Linked by Thom Holwerda on Fri 12th Apr 2013 17:36 UTC, submitted by bowkota
Legal "A trade association that represents Google, Yahoo, Cisco and Oracle has come out in support of a controversial cybersecurity bill that is slated to be voted on in the House next week. In a letter sent to the leaders of the House Intelligence panel on Wednesday, TechNet CEO Rey Ramsey said the cybersecurity bill addresses the need for industry and government to be able to send and receive information about cyber threats to one another in real time." As I've said before - legal or no, stuff like this is corruption.
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Comment by shmerl
by shmerl on Fri 12th Apr 2013 19:33 UTC
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Another negative score for Google, together with backing the proposal to add DRM to the HTML standard.

Reply Score: 6

But but...
by darknexus on Fri 12th Apr 2013 23:36 UTC
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Google are the good guys, right? </sarcasm>

Reply Score: 3

Nothing new under the sun
by Soulbender on Sat 13th Apr 2013 02:30 UTC
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"Cyber threat" is just the new red scare or yellow peril.

Reply Score: 4

RE: Nothing new under the sun
by Neolander on Sat 13th Apr 2013 06:46 UTC in reply to "Nothing new under the sun"
Neolander Member since:

"Cyber threat" is just the new red scare or yellow peril.

Yup. Kind of surprising to see Oracle battling here though. Perhaps they want to polish their brand image a bit, after all the harm they did to it in the past few years. Or perhaps they are just scared of having to support some new data interchange format which they do not control.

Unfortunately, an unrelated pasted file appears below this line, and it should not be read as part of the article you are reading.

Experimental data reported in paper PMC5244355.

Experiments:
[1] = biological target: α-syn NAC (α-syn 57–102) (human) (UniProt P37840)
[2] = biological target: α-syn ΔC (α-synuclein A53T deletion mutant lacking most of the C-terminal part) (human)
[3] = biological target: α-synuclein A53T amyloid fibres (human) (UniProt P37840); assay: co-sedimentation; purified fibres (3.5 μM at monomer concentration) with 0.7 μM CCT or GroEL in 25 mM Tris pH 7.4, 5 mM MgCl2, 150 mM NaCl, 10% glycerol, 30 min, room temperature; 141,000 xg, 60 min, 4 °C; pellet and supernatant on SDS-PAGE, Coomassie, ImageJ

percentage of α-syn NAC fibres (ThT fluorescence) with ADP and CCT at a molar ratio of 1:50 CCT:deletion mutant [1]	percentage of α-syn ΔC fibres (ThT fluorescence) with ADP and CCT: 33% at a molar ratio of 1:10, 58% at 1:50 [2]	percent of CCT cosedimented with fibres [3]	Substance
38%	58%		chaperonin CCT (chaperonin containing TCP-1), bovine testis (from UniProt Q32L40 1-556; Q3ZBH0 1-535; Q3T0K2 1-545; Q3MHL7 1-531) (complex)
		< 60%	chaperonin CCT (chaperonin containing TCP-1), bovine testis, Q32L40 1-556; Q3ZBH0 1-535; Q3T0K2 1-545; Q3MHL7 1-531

Edited 2013-04-13 06:48 UTC

Reply Score: 2

by crhylove on Sat 13th Apr 2013 06:51 UTC
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Those are 4 companies that will never receive a dime from me or my clients. ever again.

Reply Score: 2

Sending a letter == corruption ?
by sonnyrao on Sat 13th Apr 2013 22:40 UTC
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I agree that sending data directly to the government looks bad, especially if there's no oversight, but I'm more curious as to your justification for why a group sending a letter to congress is corruption?

Reply Score: 1

Personal info
by twitterfire on Sun 14th Apr 2013 10:50 UTC
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Using Google Chrome and Google search engine is one of the worst privacy nightmares.

If you want to use Chrome because it's technically the best browser and use Google search, there are some ways to do it and still don't send personal info and track data to Google servers.

You can install a Chromium based browser with tracking and data collecting remove like Srware Iron.

You can use a search engine like startpage, which is basically google but going through startpage's servers and with data tracking removed.

I don't trust duckduckgo either, they might be tracking or collecting data.

Also, if you fancy your privacy, don't use gmail. Even if you delete your emails and account, all your data will sit on google servers for years and they can use your data and even share it with others.

Reply Score: 2

umm, am I missing something?
by TechGeek on Mon 15th Apr 2013 04:41 UTC
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OK, maybe I missed something somewhere, but where does this bill actually affect user data? It sound like this bill is about sharing the kind of info that would eventually be sent to the different security based groups. It didn't mention that they were going to share user info. At least in the security realm, full disclosure is to be applauded, as it makes for better security. Can someone point to the part that is bad?

Reply Score: 2